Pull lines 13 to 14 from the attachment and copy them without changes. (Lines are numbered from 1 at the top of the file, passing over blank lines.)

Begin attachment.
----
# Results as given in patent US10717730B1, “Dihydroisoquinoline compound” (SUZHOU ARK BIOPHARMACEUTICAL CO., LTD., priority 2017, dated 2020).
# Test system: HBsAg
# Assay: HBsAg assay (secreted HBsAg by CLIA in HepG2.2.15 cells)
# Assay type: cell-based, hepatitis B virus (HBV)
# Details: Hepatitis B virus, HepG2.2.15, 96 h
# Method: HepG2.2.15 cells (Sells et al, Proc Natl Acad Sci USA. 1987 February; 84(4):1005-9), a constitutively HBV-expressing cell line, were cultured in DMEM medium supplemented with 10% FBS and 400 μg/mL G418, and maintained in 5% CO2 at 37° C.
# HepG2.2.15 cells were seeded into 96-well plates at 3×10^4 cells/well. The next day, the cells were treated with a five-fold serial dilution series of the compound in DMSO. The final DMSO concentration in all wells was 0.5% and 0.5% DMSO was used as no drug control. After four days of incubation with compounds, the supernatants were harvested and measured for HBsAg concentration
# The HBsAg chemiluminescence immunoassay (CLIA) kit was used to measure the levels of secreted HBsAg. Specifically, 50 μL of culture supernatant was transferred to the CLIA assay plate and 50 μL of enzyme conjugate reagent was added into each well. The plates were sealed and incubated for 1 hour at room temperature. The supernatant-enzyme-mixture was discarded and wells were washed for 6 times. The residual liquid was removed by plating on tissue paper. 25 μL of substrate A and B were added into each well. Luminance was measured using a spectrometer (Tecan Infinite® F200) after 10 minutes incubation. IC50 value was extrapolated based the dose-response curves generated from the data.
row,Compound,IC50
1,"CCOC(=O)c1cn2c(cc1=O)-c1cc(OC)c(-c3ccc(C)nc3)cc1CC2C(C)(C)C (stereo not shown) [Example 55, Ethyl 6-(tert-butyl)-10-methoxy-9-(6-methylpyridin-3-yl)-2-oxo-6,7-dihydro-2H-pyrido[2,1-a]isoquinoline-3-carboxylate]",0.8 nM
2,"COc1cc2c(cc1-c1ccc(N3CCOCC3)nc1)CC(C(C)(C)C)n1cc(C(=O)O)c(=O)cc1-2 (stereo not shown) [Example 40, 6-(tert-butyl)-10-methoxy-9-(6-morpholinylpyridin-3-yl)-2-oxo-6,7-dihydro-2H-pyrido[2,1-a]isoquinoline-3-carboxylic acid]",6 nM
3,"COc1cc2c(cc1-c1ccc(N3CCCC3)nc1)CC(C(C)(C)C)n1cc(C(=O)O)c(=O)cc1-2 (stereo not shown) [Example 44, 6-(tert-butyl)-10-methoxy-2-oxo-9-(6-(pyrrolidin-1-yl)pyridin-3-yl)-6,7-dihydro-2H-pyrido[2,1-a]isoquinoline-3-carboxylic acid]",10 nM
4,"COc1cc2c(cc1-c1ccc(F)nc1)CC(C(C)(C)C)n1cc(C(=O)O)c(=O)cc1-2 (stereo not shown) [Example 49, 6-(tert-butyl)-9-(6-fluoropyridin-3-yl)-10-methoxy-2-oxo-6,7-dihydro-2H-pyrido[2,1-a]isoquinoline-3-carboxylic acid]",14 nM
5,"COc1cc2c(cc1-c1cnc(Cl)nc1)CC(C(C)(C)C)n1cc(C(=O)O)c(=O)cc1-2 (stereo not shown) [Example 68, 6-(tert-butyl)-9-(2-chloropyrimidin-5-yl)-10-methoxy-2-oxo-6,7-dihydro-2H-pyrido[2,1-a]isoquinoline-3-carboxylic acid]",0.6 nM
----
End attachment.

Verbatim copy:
4,"COc1cc2c(cc1-c1ccc(F)nc1)CC(C(C)(C)C)n1cc(C(=O)O)c(=O)cc1-2 (stereo not shown) [Example 49, 6-(tert-butyl)-9-(6-fluoropyridin-3-yl)-10-methoxy-2-oxo-6,7-dihydro-2H-pyrido[2,1-a]isoquinoline-3-carboxylic acid]",14 nM
5,"COc1cc2c(cc1-c1cnc(Cl)nc1)CC(C(C)(C)C)n1cc(C(=O)O)c(=O)cc1-2 (stereo not shown) [Example 68, 6-(tert-butyl)-9-(2-chloropyrimidin-5-yl)-10-methoxy-2-oxo-6,7-dihydro-2H-pyrido[2,1-a]isoquinoline-3-carboxylic acid]",0.6 nM